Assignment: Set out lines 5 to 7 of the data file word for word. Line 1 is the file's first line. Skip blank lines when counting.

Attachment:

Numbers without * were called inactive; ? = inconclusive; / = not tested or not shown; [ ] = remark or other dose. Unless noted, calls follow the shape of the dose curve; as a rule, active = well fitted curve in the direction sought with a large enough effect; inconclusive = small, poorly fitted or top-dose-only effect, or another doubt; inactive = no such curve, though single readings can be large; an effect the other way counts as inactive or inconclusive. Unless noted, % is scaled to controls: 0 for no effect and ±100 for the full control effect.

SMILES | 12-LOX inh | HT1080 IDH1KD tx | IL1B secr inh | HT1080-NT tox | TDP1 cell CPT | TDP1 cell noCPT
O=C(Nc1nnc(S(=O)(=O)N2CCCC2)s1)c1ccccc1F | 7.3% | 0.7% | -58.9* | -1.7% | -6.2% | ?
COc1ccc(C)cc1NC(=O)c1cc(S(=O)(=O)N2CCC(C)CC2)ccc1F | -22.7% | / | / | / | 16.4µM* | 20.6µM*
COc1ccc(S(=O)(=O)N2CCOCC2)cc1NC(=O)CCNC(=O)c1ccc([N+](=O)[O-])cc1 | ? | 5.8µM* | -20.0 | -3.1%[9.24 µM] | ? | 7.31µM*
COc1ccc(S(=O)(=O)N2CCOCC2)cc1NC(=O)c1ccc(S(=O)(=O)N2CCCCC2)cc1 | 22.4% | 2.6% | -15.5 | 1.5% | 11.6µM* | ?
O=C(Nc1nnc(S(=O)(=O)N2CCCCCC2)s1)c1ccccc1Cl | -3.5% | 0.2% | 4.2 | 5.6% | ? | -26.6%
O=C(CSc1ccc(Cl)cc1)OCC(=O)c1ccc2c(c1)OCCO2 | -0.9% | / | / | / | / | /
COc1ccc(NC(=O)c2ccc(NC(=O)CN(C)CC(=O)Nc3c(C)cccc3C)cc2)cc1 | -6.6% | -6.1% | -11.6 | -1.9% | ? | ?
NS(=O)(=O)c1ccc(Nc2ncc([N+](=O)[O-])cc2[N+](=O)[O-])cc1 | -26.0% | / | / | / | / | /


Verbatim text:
COc1ccc(S(=O)(=O)N2CCOCC2)cc1NC(=O)CCNC(=O)c1ccc([N+](=O)[O-])cc1 | ? | 5.8µM* | -20.0 | -3.1%[9.24 µM] | ? | 7.31µM*
COc1ccc(S(=O)(=O)N2CCOCC2)cc1NC(=O)c1ccc(S(=O)(=O)N2CCCCC2)cc1 | 22.4% | 2.6% | -15.5 | 1.5% | 11.6µM* | ?
O=C(Nc1nnc(S(=O)(=O)N2CCCCCC2)s1)c1ccccc1Cl | -3.5% | 0.2% | 4.2 | 5.6% | ? | -26.6%